Nvidia: I went through the steps of uninstalling the stream.

    N360: I did a full system scan. There is an option for norton "power eraser" which apparently finds unused programs that need to be deleted. Would you recommend doing this?

    Fast startup: Not sure what this is. I know there is an option for fast startup in my BIOS which is currently turned on.



    Here is a question I am asking out of frustration: If I just bought a completely new motherboard and rebuilt this thing, would this problem go away?



    Thanks as always for your help


    • Ad Bot

      advertising
      Beep.

        
       

  2. #22

    Re: Probable driver problem, windows 10, sound cracking, mouse lagging

    Hi again .... sorry for the very long delay: I seem to have an overabundance of some human bug (common cold) along with a large number of clients having emergencies lately ... Never dull, that's for sure.

    Replacing the motherboard is a fairly big step: it's a nice quick(ish) fix when it works (compared to the drawn-out frustration of trying to discover an obscure cause - in the maze of files that characterize modern computing) ... But it's a heart-breaker when a replacement board doesn't fix things.

    Since your audio improved a few times during our troubleshooting, it's possible that there is a mix of settings and processes that can eventually yield a suitably "listenable" outcome.

    I'm not familiar with Norton's "power eraser" ... If I find some time (after my current deluge), I'll take a look.

    The fast startup I mentioned is a Windows 10 power setting. I believe it is enabled by default on most Windows 10 systems. Instead of the computer completely shutting down (like the "old days"), "fast startup" (which could also be named "slower shutdown"!) uses a sort of "hibernation" - not a full hibernation, but a "hybrid" mix. It shortens startup time a bit. It can lead to problems on some system's mix of settings and processes ... and yet can run just fine on most. It's just a wild card ...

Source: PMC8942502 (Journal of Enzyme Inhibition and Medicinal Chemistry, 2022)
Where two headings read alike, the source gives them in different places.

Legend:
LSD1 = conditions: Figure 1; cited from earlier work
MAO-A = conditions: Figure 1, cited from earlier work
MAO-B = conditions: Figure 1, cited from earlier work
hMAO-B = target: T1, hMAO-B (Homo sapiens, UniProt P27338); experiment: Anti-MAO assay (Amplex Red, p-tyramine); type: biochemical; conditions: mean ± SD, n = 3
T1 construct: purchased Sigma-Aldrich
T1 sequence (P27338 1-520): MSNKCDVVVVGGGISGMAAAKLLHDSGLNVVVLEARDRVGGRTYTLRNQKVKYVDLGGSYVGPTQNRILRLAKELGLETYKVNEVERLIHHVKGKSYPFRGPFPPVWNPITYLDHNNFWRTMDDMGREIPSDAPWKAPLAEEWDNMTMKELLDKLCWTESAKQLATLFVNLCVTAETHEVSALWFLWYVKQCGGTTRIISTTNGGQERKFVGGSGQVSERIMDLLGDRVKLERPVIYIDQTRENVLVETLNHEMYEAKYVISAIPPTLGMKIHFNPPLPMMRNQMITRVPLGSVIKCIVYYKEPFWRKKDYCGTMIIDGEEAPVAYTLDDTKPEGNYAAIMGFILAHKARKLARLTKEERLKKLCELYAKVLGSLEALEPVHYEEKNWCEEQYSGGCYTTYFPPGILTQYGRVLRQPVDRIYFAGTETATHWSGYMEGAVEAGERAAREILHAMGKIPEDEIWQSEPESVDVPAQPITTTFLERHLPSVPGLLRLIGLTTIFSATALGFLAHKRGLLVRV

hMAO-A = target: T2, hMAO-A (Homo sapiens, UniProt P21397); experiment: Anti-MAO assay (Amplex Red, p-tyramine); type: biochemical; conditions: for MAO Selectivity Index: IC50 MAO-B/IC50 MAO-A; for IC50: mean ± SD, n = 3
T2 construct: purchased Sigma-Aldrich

To Enable or Disable Fast Startup in Windows 10


    1) Right-click the Windows 10 Start menu
    2) Select Power Options.
    3) Select Choose what the power buttons do.
    4) Select Change settings that are currently unavailable.
    5) Scroll down to Shutdown settings, and
    .......a) Place a checkmark in the option box "Turn on fast startup".
    or
    .......b) Remove the checkmark in the option box "Turn on fast startup".
    6) Select Save changes to save and exit.


    ... I've been so busy lately, I can't remember why I mentioned checking fast startup ... Hopefully, I can review this thread when my head is a bit clearer (thank goodness colds don't last long)

    Cheers & think positive

  3. #23

    Re: Probable driver problem, windows 10, sound cracking, mouse lagging

    P.S. ..... have a look at the Critical Errors & see if the times that they occurred jogs any ideas about what was happening then.... If you set the system to save the "minidumps", you'll have some error "dumps" that might yield a clue as to what is causing the errors to appear in your Event logs.

  4. #24

    Re: Probable driver problem, windows 10, sound cracking, mouse lagging

    [QUOTE=OldGrayGary;170748]Hi again .... sorry for the very long delay: I seem to have an overabundance of some human bug (common cold) along with a large number of clients having emergencies lately ... Never dull, that's for sure.